Screen-space techniques

Member
Posts: 45
Joined: 2006.07
Post: #1
So I've done a fair amount of programming with the OpenGL fixed-function pipeline: setup projection & lighting, render lots of triangles, rinse and repeat. But now I'd like to start experimenting with some screen-space techniques for non-photorealistic rendering.

Here's a mockup I did in GIMP: The idea is to take a scene (first image), render a black and white mask of it to a texture or FBO or whatever (second image), blur it (third image), and use the blurred version to modulate the scene (last image):

[Image: scene.png] [Image: mask.png] [Image: blurred.png] [Image: result.png]

Yes, this example is kinda crappy and contrived, but the effect I want depends on using a blurred mask of the scene as a texture to modulate the final output.

My understanding of how I would do this goes like:
1) Render scene to FBO #1, no lighting/shading/texturing. Objects white. Background black.
2) Do a gaussian blur by rendering a quad into FBO #2 that does texture lookups in FBO #1
3) Render the (lit and colored) scene to the actual framebuffer, using FBO #2 as a screen-space texture

Ok, so here's the actual questions:
* Does the plan sound valid?
* Can FBO #1 and FBO #2 be created as rectangular (non-power-of-two) textures?
* Do I need to do anything clever to make sure that the pixel coordinates in the final scene correspond to the texture coordinates of FBO #2?

Pointers to sample code are appreciated!
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Sage
Posts: 1,232
Joined: 2002.10
Post: #2
* Yes, that's valid. Depending on your scene (opaque only?) you can do step 1) in the alpha channel of your regular scene draw.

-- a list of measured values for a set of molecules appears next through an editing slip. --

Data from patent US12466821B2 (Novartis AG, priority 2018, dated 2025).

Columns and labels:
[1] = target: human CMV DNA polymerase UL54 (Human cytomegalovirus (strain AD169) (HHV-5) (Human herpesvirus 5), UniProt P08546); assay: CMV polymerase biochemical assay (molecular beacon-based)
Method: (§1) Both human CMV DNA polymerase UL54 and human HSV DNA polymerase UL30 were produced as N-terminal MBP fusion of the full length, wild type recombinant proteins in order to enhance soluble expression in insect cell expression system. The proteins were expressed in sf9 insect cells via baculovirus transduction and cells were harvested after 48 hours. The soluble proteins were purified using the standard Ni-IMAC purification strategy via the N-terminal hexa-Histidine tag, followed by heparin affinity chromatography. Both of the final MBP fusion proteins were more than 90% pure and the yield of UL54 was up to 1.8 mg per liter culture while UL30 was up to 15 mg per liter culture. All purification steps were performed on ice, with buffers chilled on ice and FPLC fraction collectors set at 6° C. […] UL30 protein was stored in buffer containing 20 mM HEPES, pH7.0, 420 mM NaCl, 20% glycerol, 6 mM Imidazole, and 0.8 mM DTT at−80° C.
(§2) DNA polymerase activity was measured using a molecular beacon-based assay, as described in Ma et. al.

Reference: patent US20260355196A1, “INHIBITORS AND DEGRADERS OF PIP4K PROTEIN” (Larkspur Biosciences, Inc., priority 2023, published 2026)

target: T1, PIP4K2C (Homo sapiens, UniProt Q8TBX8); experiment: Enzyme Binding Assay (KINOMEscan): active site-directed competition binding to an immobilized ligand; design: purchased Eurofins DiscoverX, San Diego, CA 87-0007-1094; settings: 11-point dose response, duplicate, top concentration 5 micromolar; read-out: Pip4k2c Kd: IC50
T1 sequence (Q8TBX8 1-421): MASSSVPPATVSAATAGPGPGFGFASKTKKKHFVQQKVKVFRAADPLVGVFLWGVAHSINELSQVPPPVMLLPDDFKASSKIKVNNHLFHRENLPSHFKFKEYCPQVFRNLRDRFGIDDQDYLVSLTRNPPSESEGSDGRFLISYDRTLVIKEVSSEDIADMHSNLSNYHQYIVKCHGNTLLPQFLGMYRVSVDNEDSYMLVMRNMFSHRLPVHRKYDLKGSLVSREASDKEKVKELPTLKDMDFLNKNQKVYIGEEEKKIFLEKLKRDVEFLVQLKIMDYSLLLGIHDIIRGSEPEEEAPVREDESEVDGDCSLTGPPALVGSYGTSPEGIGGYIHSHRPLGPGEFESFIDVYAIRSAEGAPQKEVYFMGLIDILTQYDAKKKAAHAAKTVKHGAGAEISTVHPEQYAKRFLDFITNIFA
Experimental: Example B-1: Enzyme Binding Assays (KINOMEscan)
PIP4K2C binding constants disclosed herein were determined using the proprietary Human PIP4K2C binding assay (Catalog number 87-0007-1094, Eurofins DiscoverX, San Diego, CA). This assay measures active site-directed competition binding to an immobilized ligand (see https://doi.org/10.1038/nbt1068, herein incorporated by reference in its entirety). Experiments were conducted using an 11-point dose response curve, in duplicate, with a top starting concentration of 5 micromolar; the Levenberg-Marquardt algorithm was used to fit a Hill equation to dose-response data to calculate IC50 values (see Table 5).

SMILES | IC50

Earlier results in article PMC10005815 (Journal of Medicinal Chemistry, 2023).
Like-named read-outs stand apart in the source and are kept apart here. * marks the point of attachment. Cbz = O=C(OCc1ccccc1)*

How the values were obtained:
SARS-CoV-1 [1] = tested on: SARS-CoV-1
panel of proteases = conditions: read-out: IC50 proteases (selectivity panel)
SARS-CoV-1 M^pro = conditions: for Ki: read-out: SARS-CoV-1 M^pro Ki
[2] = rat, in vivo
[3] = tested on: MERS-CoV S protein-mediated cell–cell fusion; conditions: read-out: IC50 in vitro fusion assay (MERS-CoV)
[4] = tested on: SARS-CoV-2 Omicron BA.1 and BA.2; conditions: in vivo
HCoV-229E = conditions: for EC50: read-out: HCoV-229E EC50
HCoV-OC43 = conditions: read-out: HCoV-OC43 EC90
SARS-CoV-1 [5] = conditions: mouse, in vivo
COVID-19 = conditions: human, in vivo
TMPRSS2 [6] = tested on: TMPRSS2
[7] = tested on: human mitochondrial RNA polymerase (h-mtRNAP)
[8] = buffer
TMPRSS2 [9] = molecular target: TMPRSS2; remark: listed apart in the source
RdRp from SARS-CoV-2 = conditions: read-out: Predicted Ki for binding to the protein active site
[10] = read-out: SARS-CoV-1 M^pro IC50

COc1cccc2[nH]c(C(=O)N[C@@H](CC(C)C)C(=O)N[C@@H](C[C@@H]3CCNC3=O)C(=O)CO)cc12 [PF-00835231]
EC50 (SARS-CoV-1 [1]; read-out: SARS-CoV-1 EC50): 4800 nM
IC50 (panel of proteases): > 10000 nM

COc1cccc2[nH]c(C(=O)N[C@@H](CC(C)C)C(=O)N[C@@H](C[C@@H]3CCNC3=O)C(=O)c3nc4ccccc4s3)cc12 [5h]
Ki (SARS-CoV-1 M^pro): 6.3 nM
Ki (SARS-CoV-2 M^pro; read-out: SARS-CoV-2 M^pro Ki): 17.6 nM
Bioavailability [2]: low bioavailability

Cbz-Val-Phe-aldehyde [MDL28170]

* FBOs can be 2D, RECT, or NPOT 2D textures, depending on your hardware. On the desktop, your best (i.e. most compatible across all hardware) choice is RECT textures.
* TexCoords will either be a subrect of [0..1], or [0..N], or [0,1] depending what texture target you choose.

You should research separable gaussian blurs, as there are a couple ways to do this, with varying quality/speed tradeoffs. You should also establish your minimum hardware requirement, as that influences the choices you make.
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Member
Posts: 45
Joined: 2006.07
Post: #3
Cool. I'm plenty familiar with seperable blurs. I'm hoping to get a GLUT or SDL version of this simple cube example coded up tomorrow... Obviously, after voting Smile

Thanks!
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Member
Posts: 45
Joined: 2006.07
Post: #4
It works! I'm using the blurred mask to erode corners and edges of geometry. Well at least on this cube. Before and after:

[Image: orig.png] [Image: smooth.png]

There's a movie at http://www.cs.cmu.edu/~mzucker/code/npr/smoothcube.mp4 - smoothing kicks in halfway through.
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Member
Posts: 269
Joined: 2005.04
Post: #5
That's pretty sweet. Smile
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